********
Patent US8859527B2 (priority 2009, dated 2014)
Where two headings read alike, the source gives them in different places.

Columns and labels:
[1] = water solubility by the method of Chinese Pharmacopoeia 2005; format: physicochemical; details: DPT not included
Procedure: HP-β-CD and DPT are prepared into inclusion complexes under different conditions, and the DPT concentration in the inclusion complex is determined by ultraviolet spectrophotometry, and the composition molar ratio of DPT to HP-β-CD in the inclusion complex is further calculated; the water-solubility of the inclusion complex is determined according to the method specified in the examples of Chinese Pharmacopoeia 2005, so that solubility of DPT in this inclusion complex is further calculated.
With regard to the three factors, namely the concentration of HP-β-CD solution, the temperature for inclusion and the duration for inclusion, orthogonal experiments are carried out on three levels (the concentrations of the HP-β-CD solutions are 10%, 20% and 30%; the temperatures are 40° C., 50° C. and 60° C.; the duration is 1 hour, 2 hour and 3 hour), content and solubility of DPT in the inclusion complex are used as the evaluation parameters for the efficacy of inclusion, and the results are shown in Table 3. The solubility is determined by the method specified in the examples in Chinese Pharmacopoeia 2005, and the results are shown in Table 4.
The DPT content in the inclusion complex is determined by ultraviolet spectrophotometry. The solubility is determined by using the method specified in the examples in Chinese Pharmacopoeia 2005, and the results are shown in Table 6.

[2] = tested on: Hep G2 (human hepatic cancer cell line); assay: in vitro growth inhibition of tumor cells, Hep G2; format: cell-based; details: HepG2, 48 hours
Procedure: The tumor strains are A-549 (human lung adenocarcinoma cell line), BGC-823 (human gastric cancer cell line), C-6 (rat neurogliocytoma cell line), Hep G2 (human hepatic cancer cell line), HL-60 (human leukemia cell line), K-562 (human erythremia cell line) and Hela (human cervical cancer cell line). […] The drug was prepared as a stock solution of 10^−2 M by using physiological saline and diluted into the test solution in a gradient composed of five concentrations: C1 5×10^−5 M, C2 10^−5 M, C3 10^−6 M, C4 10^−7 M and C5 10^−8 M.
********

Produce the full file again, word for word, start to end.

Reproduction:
Patent US8859527B2 (priority 2009, dated 2014)
Where two headings read alike, the source gives them in different places.

Columns and labels:
[1] = water solubility by the method of Chinese Pharmacopoeia 2005; format: physicochemical; details: DPT not included
Procedure: HP-β-CD and DPT are prepared into inclusion complexes under different conditions, and the DPT concentration in the inclusion complex is determined by ultraviolet spectrophotometry, and the composition molar ratio of DPT to HP-β-CD in the inclusion complex is further calculated; the water-solubility of the inclusion complex is determined according to the method specified in the examples of Chinese Pharmacopoeia 2005, so that solubility of DPT in this inclusion complex is further calculated.
With regard to the three factors, namely the concentration of HP-β-CD solution, the temperature for inclusion and the duration for inclusion, orthogonal experiments are carried out on three levels (the concentrations of the HP-β-CD solutions are 10%, 20% and 30%; the temperatures are 40° C., 50° C. and 60° C.; the duration is 1 hour, 2 hour and 3 hour), content and solubility of DPT in the inclusion complex are used as the evaluation parameters for the efficacy of inclusion, and the results are shown in Table 3. The solubility is determined by the method specified in the examples in Chinese Pharmacopoeia 2005, and the results are shown in Table 4.
The DPT content in the inclusion complex is determined by ultraviolet spectrophotometry. The solubility is determined by using the method specified in the examples in Chinese Pharmacopoeia 2005, and the results are shown in Table 6.

[2] = tested on: Hep G2 (human hepatic cancer cell line); assay: in vitro growth inhibition of tumor cells, Hep G2; format: cell-based; details: HepG2, 48 hours
Procedure: The tumor strains are A-549 (human lung adenocarcinoma cell line), BGC-823 (human gastric cancer cell line), C-6 (rat neurogliocytoma cell line), Hep G2 (human hepatic cancer cell line), HL-60 (human leukemia cell line), K-562 (human erythremia cell line) and Hela (human cervical cancer cell line). […] The drug was prepared as a stock solution of 10^−2 M by using physiological saline and diluted into the test solution in a gradient composed of five concentrations: C1 5×10^−5 M, C2 10^−5 M, C3 10^−6 M, C4 10^−7 M and C5 10^−8 M.